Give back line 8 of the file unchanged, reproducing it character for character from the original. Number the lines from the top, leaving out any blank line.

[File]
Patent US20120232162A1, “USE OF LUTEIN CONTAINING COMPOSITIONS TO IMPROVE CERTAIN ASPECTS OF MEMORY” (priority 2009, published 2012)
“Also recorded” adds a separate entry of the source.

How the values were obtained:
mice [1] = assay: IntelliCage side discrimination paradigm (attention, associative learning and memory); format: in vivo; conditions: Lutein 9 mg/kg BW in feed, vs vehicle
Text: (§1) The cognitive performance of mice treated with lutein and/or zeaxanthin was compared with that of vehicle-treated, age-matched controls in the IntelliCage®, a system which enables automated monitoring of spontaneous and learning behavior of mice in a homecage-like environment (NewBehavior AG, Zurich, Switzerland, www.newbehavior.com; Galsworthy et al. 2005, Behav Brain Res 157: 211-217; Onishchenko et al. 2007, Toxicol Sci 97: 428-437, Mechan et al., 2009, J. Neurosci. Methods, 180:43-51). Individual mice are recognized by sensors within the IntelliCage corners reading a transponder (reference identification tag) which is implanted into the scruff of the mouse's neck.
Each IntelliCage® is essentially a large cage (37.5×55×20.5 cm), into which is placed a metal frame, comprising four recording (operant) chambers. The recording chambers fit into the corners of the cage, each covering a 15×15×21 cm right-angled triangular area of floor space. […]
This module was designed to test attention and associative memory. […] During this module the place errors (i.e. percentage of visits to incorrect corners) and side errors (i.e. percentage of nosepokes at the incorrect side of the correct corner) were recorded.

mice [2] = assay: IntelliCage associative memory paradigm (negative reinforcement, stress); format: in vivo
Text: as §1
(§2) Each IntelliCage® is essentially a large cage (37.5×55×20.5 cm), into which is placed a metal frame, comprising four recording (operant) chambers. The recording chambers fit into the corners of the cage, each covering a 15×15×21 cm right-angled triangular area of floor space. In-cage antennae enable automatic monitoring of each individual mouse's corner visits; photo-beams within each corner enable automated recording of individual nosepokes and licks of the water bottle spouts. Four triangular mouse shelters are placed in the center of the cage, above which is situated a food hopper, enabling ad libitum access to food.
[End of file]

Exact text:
mice [2] = assay: IntelliCage associative memory paradigm (negative reinforcement, stress); format: in vivo